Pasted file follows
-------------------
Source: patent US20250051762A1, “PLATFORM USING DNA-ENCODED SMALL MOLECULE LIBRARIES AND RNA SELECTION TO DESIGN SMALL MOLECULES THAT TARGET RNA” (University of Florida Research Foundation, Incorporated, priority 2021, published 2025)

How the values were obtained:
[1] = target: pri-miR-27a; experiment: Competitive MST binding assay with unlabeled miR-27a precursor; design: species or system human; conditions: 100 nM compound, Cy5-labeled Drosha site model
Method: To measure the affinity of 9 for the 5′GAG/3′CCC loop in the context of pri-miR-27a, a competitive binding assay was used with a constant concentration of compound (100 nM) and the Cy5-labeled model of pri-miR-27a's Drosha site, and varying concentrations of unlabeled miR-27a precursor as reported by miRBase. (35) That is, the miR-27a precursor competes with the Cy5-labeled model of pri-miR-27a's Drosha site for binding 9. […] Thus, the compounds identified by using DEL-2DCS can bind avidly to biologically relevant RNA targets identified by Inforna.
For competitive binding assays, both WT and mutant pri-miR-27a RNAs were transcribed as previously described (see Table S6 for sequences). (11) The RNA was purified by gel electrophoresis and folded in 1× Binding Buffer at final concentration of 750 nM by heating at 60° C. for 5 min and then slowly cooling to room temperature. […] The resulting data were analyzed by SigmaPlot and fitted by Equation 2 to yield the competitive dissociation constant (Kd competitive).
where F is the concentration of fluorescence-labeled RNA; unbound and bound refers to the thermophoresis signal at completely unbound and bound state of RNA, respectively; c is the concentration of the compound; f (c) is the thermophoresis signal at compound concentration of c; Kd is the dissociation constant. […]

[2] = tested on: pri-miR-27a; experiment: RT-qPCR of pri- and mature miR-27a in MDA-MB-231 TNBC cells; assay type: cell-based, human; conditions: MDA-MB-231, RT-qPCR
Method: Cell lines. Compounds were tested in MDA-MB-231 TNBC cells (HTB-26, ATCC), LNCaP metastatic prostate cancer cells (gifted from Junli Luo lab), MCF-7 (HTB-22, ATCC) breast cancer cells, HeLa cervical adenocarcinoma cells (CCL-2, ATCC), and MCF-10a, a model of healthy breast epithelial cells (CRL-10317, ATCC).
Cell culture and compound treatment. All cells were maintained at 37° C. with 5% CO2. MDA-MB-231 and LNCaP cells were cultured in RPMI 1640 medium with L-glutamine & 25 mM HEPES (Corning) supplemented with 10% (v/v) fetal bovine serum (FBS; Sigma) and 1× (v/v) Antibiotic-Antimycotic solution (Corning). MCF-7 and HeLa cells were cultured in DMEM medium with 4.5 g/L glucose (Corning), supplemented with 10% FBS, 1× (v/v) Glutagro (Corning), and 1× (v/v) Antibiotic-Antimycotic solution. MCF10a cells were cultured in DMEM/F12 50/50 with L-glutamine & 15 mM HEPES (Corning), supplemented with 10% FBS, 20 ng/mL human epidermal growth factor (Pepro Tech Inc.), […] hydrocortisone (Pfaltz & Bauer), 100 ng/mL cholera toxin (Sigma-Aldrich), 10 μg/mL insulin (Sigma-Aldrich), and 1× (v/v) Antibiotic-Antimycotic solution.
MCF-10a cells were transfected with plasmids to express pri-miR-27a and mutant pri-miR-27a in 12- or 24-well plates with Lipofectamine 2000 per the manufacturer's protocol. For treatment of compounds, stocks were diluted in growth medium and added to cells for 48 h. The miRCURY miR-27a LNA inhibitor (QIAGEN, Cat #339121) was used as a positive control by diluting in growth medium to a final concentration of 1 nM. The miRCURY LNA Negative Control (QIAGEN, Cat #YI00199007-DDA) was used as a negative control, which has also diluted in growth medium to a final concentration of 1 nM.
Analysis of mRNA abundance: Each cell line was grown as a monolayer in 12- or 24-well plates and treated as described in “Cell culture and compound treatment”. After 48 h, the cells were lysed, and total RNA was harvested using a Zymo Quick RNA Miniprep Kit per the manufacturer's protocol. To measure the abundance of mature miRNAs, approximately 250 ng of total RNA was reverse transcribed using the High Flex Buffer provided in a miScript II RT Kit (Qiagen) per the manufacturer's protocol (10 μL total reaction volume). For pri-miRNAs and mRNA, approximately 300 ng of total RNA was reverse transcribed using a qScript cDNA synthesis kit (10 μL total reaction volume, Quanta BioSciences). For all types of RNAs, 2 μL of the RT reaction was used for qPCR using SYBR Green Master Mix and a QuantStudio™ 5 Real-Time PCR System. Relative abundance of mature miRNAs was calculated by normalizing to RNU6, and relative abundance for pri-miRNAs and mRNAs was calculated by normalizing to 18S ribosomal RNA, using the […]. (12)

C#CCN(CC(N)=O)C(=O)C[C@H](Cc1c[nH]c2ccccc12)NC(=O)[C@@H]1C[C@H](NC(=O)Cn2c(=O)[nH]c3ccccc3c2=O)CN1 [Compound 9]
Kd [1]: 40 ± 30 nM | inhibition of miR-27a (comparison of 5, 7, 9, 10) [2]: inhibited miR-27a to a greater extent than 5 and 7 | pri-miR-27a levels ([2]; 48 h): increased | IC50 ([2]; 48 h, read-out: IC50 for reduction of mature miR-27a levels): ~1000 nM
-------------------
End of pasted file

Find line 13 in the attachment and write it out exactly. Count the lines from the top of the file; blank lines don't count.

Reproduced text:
Kd [1]: 40 ± 30 nM | inhibition of miR-27a (comparison of 5, 7, 9, 10) [2]: inhibited miR-27a to a greater extent than 5 and 7 | pri-miR-27a levels ([2]; 48 h): increased | IC50 ([2]; 48 h, read-out: IC50 for reduction of mature miR-27a levels): ~1000 nM